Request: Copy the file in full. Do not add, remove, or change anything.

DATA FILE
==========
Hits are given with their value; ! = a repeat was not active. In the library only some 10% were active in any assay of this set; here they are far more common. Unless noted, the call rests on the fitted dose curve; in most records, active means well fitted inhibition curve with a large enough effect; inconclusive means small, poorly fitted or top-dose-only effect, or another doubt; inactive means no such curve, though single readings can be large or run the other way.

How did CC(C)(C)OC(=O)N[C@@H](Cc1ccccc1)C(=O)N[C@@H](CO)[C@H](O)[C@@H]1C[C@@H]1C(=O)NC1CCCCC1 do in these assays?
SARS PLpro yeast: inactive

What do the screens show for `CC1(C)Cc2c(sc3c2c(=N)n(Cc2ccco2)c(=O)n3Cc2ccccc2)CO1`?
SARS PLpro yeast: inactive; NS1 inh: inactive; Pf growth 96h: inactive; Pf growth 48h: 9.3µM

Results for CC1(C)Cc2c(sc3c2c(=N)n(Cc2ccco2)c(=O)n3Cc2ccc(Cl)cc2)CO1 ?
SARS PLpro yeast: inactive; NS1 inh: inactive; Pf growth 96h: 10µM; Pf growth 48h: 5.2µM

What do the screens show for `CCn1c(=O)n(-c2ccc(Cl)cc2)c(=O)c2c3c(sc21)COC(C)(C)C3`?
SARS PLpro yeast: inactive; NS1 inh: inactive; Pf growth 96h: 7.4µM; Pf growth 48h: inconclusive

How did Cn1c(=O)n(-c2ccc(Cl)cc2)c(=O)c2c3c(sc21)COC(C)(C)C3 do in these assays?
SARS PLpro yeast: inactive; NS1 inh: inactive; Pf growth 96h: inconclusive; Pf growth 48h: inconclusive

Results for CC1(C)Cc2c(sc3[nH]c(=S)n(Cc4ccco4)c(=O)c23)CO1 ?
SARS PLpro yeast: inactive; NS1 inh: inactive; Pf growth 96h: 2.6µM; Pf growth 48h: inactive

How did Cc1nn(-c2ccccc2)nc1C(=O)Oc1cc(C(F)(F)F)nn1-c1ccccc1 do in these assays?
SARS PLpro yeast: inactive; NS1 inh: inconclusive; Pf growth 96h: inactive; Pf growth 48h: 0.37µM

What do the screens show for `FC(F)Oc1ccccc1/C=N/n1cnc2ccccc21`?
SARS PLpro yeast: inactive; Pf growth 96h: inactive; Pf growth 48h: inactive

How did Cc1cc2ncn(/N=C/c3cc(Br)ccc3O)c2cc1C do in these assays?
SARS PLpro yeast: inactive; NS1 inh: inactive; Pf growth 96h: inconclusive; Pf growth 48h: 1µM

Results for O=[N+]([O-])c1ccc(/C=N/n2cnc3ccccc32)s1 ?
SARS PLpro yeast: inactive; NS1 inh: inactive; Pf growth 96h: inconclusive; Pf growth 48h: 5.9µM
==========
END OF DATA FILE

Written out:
Hits are given with their value; ! = a repeat was not active. In the library only some 10% were active in any assay of this set; here they are far more common. Unless noted, the call rests on the fitted dose curve; in most records, active means well fitted inhibition curve with a large enough effect; inconclusive means small, poorly fitted or top-dose-only effect, or another doubt; inactive means no such curve, though single readings can be large or run the other way.

How did CC(C)(C)OC(=O)N[C@@H](Cc1ccccc1)C(=O)N[C@@H](CO)[C@H](O)[C@@H]1C[C@@H]1C(=O)NC1CCCCC1 do in these assays?
SARS PLpro yeast: inactive

What do the screens show for `CC1(C)Cc2c(sc3c2c(=N)n(Cc2ccco2)c(=O)n3Cc2ccccc2)CO1`?
SARS PLpro yeast: inactive; NS1 inh: inactive; Pf growth 96h: inactive; Pf growth 48h: 9.3µM

Results for CC1(C)Cc2c(sc3c2c(=N)n(Cc2ccco2)c(=O)n3Cc2ccc(Cl)cc2)CO1 ?
SARS PLpro yeast: inactive; NS1 inh: inactive; Pf growth 96h: 10µM; Pf growth 48h: 5.2µM

What do the screens show for `CCn1c(=O)n(-c2ccc(Cl)cc2)c(=O)c2c3c(sc21)COC(C)(C)C3`?
SARS PLpro yeast: inactive; NS1 inh: inactive; Pf growth 96h: 7.4µM; Pf growth 48h: inconclusive

How did Cn1c(=O)n(-c2ccc(Cl)cc2)c(=O)c2c3c(sc21)COC(C)(C)C3 do in these assays?
SARS PLpro yeast: inactive; NS1 inh: inactive; Pf growth 96h: inconclusive; Pf growth 48h: inconclusive

Results for CC1(C)Cc2c(sc3[nH]c(=S)n(Cc4ccco4)c(=O)c23)CO1 ?
SARS PLpro yeast: inactive; NS1 inh: inactive; Pf growth 96h: 2.6µM; Pf growth 48h: inactive

How did Cc1nn(-c2ccccc2)nc1C(=O)Oc1cc(C(F)(F)F)nn1-c1ccccc1 do in these assays?
SARS PLpro yeast: inactive; NS1 inh: inconclusive; Pf growth 96h: inactive; Pf growth 48h: 0.37µM

What do the screens show for `FC(F)Oc1ccccc1/C=N/n1cnc2ccccc21`?
SARS PLpro yeast: inactive; Pf growth 96h: inactive; Pf growth 48h: inactive

How did Cc1cc2ncn(/N=C/c3cc(Br)ccc3O)c2cc1C do in these assays?
SARS PLpro yeast: inactive; NS1 inh: inactive; Pf growth 96h: inconclusive; Pf growth 48h: 1µM

Results for O=[N+]([O-])c1ccc(/C=N/n2cnc3ccccc32)s1 ?
SARS PLpro yeast: inactive; NS1 inh: inactive; Pf growth 96h: inconclusive; Pf growth 48h: 5.9µM